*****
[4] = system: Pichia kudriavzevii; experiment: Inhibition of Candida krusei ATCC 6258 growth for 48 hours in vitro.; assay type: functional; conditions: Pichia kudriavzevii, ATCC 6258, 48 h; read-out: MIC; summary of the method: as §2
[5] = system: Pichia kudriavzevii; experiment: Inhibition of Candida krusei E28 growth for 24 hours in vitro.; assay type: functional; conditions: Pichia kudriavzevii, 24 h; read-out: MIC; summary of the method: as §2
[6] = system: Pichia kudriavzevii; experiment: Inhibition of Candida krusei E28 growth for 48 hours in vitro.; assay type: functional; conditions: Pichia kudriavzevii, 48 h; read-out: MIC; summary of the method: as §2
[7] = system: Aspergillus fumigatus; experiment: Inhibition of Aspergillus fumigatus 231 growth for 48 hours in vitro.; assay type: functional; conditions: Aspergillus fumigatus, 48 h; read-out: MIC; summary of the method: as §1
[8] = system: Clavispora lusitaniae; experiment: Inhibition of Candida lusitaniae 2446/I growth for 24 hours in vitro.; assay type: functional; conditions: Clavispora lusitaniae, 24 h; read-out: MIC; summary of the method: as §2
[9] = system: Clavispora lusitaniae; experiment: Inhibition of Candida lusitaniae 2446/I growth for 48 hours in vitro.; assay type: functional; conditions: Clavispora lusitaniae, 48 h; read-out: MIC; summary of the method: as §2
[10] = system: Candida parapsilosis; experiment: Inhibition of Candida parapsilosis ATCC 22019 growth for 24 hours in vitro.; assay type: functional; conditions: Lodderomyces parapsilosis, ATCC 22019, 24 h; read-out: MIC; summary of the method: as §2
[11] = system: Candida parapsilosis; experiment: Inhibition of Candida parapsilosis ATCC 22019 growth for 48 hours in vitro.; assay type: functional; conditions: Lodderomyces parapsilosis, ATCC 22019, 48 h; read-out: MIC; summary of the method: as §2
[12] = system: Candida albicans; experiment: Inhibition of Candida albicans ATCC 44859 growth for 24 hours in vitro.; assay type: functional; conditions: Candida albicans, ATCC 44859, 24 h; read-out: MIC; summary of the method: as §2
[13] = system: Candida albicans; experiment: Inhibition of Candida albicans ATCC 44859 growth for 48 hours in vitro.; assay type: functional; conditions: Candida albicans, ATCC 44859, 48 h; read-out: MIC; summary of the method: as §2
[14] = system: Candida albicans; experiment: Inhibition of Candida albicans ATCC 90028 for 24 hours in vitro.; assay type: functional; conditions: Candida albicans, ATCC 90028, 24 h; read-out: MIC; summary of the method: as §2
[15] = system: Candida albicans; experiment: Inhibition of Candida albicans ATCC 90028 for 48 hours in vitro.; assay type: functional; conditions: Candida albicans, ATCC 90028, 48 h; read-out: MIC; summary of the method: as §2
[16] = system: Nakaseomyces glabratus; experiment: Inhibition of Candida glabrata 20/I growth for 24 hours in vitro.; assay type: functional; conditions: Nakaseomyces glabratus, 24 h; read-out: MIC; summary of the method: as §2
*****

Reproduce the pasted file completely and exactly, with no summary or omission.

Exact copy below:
[4] = system: Pichia kudriavzevii; experiment: Inhibition of Candida krusei ATCC 6258 growth for 48 hours in vitro.; assay type: functional; conditions: Pichia kudriavzevii, ATCC 6258, 48 h; read-out: MIC; summary of the method: as §2
[5] = system: Pichia kudriavzevii; experiment: Inhibition of Candida krusei E28 growth for 24 hours in vitro.; assay type: functional; conditions: Pichia kudriavzevii, 24 h; read-out: MIC; summary of the method: as §2
[6] = system: Pichia kudriavzevii; experiment: Inhibition of Candida krusei E28 growth for 48 hours in vitro.; assay type: functional; conditions: Pichia kudriavzevii, 48 h; read-out: MIC; summary of the method: as §2
[7] = system: Aspergillus fumigatus; experiment: Inhibition of Aspergillus fumigatus 231 growth for 48 hours in vitro.; assay type: functional; conditions: Aspergillus fumigatus, 48 h; read-out: MIC; summary of the method: as §1
[8] = system: Clavispora lusitaniae; experiment: Inhibition of Candida lusitaniae 2446/I growth for 24 hours in vitro.; assay type: functional; conditions: Clavispora lusitaniae, 24 h; read-out: MIC; summary of the method: as §2
[9] = system: Clavispora lusitaniae; experiment: Inhibition of Candida lusitaniae 2446/I growth for 48 hours in vitro.; assay type: functional; conditions: Clavispora lusitaniae, 48 h; read-out: MIC; summary of the method: as §2
[10] = system: Candida parapsilosis; experiment: Inhibition of Candida parapsilosis ATCC 22019 growth for 24 hours in vitro.; assay type: functional; conditions: Lodderomyces parapsilosis, ATCC 22019, 24 h; read-out: MIC; summary of the method: as §2
[11] = system: Candida parapsilosis; experiment: Inhibition of Candida parapsilosis ATCC 22019 growth for 48 hours in vitro.; assay type: functional; conditions: Lodderomyces parapsilosis, ATCC 22019, 48 h; read-out: MIC; summary of the method: as §2
[12] = system: Candida albicans; experiment: Inhibition of Candida albicans ATCC 44859 growth for 24 hours in vitro.; assay type: functional; conditions: Candida albicans, ATCC 44859, 24 h; read-out: MIC; summary of the method: as §2
[13] = system: Candida albicans; experiment: Inhibition of Candida albicans ATCC 44859 growth for 48 hours in vitro.; assay type: functional; conditions: Candida albicans, ATCC 44859, 48 h; read-out: MIC; summary of the method: as §2
[14] = system: Candida albicans; experiment: Inhibition of Candida albicans ATCC 90028 for 24 hours in vitro.; assay type: functional; conditions: Candida albicans, ATCC 90028, 24 h; read-out: MIC; summary of the method: as §2
[15] = system: Candida albicans; experiment: Inhibition of Candida albicans ATCC 90028 for 48 hours in vitro.; assay type: functional; conditions: Candida albicans, ATCC 90028, 48 h; read-out: MIC; summary of the method: as §2
[16] = system: Nakaseomyces glabratus; experiment: Inhibition of Candida glabrata 20/I growth for 24 hours in vitro.; assay type: functional; conditions: Nakaseomyces glabratus, 24 h; read-out: MIC; summary of the method: as §2